By: Chinmay Vaidya
No Virat Kohli, no problem.
India stormed through the Asia Cup with relative ease on the back of its two openers, Rohit Sharma and Shikhar Dhawan, before the team's middle order stepped up in a thrilling Asia Cup final against Bangladesh. Despite the victory, India's batting struggles were on full display.
Sharma and Dhawan were absolute monsters in the tournament. They accounted for 50.7 percent of the team's runs in the competition and combined for three centuries. Despite being unable to carry the team in the final, the duo still put up a combined 63 runs to spearhead the chase.
MS Dhoni, Dinesh Karthik and Ambati Rayudu had the opportunity to establish themselves as reliable contributors with a match-winning innings in the final. They all failed, highlighting a problem India has faced since the 2015 World Cup. Rayudu bowed out after seven deliveries. Karthik and Dhoni built solid foundations for themselves, but were not able to translate it into the big score.
Ravindra Jadeja and Bhuvneshwar Kumar were tasked with rescuing the team from an embarrassing loss. As a true all-rounder, Jadeja can be counted on for runs and he was able to deliver. Kumar, on the other hand, should not be tasked with that responsibility. If Kedar Jadhav had not come back after a minor injury, it's very possible India is not lifting this trophy. Kumar is a decent batsman and can chip in when needed. He should not be counted on for runs.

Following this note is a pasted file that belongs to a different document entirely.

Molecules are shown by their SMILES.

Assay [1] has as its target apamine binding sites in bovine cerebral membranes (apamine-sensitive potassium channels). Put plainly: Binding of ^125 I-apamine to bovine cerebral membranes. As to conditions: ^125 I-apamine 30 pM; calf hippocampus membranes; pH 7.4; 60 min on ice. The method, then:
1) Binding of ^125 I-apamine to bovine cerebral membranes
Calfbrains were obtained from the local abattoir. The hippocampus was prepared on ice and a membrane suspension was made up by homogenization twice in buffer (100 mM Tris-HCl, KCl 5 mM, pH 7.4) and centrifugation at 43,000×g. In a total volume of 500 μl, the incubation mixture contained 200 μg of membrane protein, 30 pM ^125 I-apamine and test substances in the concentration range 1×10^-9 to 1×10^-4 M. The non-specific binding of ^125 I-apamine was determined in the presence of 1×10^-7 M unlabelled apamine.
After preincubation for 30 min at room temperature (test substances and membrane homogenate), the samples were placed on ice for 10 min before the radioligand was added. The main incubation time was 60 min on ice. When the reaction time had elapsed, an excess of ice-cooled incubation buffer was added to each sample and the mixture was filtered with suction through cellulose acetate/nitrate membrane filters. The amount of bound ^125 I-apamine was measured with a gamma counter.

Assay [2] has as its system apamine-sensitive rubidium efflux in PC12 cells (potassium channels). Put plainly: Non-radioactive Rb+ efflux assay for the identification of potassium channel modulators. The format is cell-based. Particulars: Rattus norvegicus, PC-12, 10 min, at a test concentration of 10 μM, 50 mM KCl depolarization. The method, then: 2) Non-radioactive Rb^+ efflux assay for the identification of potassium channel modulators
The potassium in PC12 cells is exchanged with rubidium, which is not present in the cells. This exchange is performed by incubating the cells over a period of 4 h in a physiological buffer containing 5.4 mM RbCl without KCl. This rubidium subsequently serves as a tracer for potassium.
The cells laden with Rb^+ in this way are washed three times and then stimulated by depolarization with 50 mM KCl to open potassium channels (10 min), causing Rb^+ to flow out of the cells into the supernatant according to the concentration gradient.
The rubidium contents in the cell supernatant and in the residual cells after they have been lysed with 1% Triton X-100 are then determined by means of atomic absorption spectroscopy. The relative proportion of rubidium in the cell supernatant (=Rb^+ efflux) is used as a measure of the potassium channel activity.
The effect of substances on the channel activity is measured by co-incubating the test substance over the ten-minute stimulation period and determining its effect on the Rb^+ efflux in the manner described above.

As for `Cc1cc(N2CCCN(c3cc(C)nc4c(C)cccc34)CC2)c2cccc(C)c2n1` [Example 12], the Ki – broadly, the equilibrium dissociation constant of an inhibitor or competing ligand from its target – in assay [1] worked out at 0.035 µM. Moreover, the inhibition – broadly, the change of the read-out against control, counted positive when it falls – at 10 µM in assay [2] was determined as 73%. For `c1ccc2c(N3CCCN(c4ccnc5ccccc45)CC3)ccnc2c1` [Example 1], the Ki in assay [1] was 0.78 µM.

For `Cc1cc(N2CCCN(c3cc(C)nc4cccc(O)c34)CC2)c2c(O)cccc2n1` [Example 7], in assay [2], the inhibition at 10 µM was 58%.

In this tournament, India went with a middle order group that is reliable but not bursting with potential. The selectors will have to determine whether a similar approach will yield winning results at the World Cup in 2019 or whether a new group is required. Shreyas Iyer, Rishabh Pant and Sanju Samson are all young, middle-order batsmen who could see opportunites if India decides to go in the latter direction.
For now, India can sit back and celebrate. Kohli's return will ease some concerns, but the search for a reliable No. 4 and No. 5 batsman continues.